Here follows an excerpt from a long poetic sequence dealing with the Heller family's ancestral home in the town of Bialystok, Poland.

from Knowledge (1979):


        from a book of old pictures


The scene filled with photographer's light

This sparsely furnished room
In the corner of which
A china-closet Ark

The old men
Under green shaded bulbs
Reading Torah

The prayers are simple,
To what they think larger
Than themselves
--the place almost bare,
Utterly plain

The flat white light
Adds no increment
But attention


He sits in the armchair
Beside his bed

In his hands
A Yiddish paper

On his head
A high black
Pointed yarmulke

The room's things
Furnished by donation
Reads a small brass plaque
Above the headboard of the bed

A bed, a hat upon his head

A yiskor glass, the candle for the dead
Burnt down, the wax scraped out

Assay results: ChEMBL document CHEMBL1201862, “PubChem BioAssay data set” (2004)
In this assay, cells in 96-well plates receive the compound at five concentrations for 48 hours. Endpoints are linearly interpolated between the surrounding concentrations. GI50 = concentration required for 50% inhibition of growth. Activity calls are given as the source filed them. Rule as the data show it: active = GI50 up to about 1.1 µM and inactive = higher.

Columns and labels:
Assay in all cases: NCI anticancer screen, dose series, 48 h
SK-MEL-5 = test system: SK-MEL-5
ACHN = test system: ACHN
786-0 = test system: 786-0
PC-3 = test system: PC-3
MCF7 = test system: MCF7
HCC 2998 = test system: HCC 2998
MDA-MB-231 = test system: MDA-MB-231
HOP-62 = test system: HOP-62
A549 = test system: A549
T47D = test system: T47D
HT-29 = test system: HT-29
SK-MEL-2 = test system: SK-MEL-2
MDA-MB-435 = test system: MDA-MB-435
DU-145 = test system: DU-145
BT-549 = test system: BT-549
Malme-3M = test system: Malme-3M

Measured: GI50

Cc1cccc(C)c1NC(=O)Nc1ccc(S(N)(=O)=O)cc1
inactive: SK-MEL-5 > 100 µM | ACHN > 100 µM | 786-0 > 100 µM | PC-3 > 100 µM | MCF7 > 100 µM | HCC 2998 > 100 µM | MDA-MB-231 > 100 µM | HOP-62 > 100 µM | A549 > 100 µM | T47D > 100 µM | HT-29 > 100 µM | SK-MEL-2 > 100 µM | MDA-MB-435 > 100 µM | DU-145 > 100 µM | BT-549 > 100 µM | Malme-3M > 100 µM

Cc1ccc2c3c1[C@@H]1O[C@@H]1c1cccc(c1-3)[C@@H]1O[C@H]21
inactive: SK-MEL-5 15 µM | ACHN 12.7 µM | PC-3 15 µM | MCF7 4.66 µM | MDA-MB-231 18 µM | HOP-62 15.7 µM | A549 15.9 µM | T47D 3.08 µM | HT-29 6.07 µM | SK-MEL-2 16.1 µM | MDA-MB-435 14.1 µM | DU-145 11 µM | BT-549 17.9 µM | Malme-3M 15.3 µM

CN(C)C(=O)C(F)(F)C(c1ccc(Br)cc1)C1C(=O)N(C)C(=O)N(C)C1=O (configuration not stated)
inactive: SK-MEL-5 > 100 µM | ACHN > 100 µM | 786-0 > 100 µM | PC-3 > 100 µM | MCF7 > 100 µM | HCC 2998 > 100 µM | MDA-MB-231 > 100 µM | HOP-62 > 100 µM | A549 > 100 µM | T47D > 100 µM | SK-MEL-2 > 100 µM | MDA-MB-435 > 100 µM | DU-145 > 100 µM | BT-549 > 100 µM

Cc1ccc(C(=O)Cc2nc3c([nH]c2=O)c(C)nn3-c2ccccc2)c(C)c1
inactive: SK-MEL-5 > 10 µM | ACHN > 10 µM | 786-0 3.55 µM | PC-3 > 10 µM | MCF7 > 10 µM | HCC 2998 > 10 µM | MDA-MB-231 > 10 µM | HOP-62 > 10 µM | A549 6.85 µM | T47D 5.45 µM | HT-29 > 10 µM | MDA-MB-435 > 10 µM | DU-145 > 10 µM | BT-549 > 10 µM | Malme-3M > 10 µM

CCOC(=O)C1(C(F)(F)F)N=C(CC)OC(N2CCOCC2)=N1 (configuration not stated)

He uses it for drinking


Shiny linoleum
You can almost
Smell the pine oil

The beds
A few feet apart

So the old men
Tired of the world
In the evening
Can face each other
And talk

But now the shades are half pulled up
Sun streams in the windows

The room almost empty
But for the two directors
Sitting stiffly on chairs
Who, like the white painted beds,
Seem supremely

At one side
Two grey bedridden men
Finished too with dignity
Are giggling


The old bind with phylacteries
--between the leather turns
The pinched flesh bulges, the old
Skin, the hairs burn

As if to do this is also
For the pain
--to explain
To Him of what it is
They are made

Thus, why they fail


This one and that one
Look like madmen
With their long wisps of hair

They scream: I chant, I dance
Like a crab

In the room the women wail
A plangent erotic note
Their loins itch with double fire
As he in topcoat-who-is-blessed
Bestirs them
Screams their demons back

Until their innocence
Stands naked as desire

Oy, Oy
He whirls, he spins
Till the beard is out
From his face like a flag

And in wild wisdom
Throws her to the boards

She, who would
That next instant
Have pulled him down to her
But for the trick
Of the ritual



There was one fireman none knew
Neither his family nor friends
He had good eyes, though they looked
A little wild. He was sent
To the watchtower

One day, almost at once,